Cancer survivors in childhood are at high risk for second cancers in their forties and beyond, according to a new study.
Several studies have documented the increased risk of cancer survivors in childhood from having a second cancer, but this new study is among the first to assess this risk in its fifth or sixth decade of life. Although the risk of cancer increases with age, the study showed that cancer survivors in childhood over 40 years of age were more than twice as likely to have a second cancer than would be expected in the general population.
The results were published Aug. 10 in the Journal of Clinical Oncology:
The study, which was conducted by Dr. Lucie Turcotte of the University Of Minnesota Medical Center, used data from more than 14,000 participants from the NCI Childhood Cancer Survivor Study (CCSS) who were initially diagnosed between 1970 and 1986.
Almost 3200 participants in this CCSS cohort were 40 years or older when the last survey of study participants was conducted. In these individuals, 615 cancers were diagnosed, of which more than two-thirds (419) were nonmelanoma skin cancers.
Participants also had an increased risk of breast cancer, followed by kidney cancer, sarcoma, and thyroid cancer. Long-term survivors also had an increased risk of benign tumors.
Overall, approximately 16% of survivors in this analysis had subsequent cancer between the ages of 40 and 55. The incidence of cancer in these survivors was similar regardless of whether they had been diagnosed with a second (benign or malignant) tumor before age 40, the authors reported.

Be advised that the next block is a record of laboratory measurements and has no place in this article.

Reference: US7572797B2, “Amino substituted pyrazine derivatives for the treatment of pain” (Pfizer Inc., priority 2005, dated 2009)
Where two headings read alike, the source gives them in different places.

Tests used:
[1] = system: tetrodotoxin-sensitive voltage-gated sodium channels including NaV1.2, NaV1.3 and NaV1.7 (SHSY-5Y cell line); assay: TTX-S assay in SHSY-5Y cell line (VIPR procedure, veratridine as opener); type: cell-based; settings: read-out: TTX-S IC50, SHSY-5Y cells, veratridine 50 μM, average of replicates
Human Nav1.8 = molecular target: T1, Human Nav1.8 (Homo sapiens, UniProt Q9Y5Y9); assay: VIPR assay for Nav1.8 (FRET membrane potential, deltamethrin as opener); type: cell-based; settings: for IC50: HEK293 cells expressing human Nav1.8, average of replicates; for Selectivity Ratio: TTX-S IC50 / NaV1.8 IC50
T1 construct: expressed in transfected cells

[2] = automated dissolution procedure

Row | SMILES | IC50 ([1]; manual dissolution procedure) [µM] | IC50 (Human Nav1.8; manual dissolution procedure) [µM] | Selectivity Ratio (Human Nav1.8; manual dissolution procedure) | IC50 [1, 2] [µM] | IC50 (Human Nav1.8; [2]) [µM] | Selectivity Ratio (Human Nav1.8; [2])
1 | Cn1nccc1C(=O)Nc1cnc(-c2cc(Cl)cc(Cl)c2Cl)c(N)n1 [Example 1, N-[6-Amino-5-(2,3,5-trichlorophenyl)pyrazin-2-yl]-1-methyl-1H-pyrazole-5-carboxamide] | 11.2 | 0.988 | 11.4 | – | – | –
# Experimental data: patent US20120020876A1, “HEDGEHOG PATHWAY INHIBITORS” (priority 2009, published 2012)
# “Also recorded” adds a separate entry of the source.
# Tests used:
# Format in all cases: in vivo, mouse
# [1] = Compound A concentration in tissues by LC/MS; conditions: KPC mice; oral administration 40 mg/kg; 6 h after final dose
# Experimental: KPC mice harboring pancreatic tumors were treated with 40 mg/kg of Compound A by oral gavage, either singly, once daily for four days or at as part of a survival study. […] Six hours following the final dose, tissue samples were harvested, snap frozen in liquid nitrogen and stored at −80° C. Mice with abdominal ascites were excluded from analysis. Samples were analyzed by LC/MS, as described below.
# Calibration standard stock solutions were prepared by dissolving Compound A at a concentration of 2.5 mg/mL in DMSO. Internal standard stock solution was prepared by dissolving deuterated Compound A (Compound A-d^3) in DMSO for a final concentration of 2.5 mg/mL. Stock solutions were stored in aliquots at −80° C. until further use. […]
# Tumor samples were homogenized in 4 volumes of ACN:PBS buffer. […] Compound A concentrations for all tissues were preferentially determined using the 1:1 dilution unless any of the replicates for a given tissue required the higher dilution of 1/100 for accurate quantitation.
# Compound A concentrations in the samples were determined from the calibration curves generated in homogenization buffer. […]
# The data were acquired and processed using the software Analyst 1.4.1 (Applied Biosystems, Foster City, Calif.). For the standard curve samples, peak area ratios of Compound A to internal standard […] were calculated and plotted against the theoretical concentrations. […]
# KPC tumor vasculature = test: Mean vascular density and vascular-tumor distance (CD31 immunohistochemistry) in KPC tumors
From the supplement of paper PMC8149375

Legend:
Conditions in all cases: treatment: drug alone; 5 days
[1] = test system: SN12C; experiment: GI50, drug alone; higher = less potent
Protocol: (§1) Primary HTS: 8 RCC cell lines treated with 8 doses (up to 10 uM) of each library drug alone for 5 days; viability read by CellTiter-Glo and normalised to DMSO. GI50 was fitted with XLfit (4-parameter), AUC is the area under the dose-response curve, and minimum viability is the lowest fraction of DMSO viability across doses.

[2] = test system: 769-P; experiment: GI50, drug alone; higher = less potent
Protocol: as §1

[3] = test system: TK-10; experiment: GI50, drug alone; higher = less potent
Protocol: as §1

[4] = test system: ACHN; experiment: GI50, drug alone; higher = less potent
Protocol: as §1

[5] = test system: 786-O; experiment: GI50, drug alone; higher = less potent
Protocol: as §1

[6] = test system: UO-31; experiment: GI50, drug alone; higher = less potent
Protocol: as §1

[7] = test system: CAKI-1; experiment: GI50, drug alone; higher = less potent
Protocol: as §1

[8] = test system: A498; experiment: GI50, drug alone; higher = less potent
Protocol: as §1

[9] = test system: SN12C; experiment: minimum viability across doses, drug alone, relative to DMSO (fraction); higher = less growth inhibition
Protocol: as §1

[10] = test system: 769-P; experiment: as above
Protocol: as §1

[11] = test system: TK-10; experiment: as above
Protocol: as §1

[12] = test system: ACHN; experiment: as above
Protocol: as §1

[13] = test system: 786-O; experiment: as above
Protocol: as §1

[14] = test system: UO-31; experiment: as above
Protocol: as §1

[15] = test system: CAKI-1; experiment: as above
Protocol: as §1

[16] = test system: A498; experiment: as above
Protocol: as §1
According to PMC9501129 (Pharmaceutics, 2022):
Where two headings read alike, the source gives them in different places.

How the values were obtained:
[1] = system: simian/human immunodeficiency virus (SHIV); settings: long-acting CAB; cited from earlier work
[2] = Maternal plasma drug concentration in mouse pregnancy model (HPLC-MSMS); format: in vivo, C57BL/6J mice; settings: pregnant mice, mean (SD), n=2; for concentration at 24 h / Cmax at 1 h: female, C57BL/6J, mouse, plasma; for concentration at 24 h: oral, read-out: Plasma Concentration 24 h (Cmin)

Second cancers in survivors are often related to previous treatments, and in this study both radiation therapy and treatment with a platinum-containing chemotherapy drug were significantly associated with substantially greater risks of subsequent cancer after age 40.
Many of the survivors included in the study had Hodgkin’s lymphoma as children (30%), partly because this cancer is usually diagnosed at a higher age than the other common cancers of childhood, so they were more likely to have arrived to its fifth and sixth decade of life.
High dose, chest radiation therapy was a standard treatment for Hodgkin lymphoma during the study period. This had “a clear influence” on the second malignant cancers seen in the study, wrote Doctors Mark Applebaum and Susana Cohn, in an accompanying editorial Notification of Exit at JCO.
Nearly 60% of Hodgkin lymphoma survivors were diagnosed with a malignant or benign tumor after age 40, they continued, largely because these survivors had a high incidence of breast cancer.
Excessive representation of Hodgkin lymphoma survivors in the study is a limitation, according to Dr. Julia Rowland, director of NCI’s Office of Cancer Survival.
“But the results also show that those who were diagnosed with specific cancer classes as children, their risk of a second cancer does not go away,” said Dr. Rowland.
Dr. Turcotte agrees. “Our results are likely to be the most important for Hodgkin lymphoma survivors,” she said. “They tell us that anyone who has received high dose radiation should continue to undergo constant observation as they age.”
Although closer outcome studies in childhood cancer survivors have shown an increased risk of lung, colon and rectal and head and neck cancer, the risk of such cancers was no longer in the long term in this study. JCO. It may be, said Dr. Turcotte, because the rates of these particular cancers are higher in the general population in people of this same age range, which obscures any potential risk of excess in long-term survivors.
The results of the study state that the general method of monitoring health needs to be different for childhood cancers survivors, Dr. Rowland emphasized.
She mentioned a recent conversation she had with a long-time survivor of childhood cancer. “And she said, ‘Childhood cancer is no longer necessarily a death sentence,’ Dr. Rowland recalled.”But it’s a lifelong sentence.” That’s an important point to remember for our younger cancer survivors. “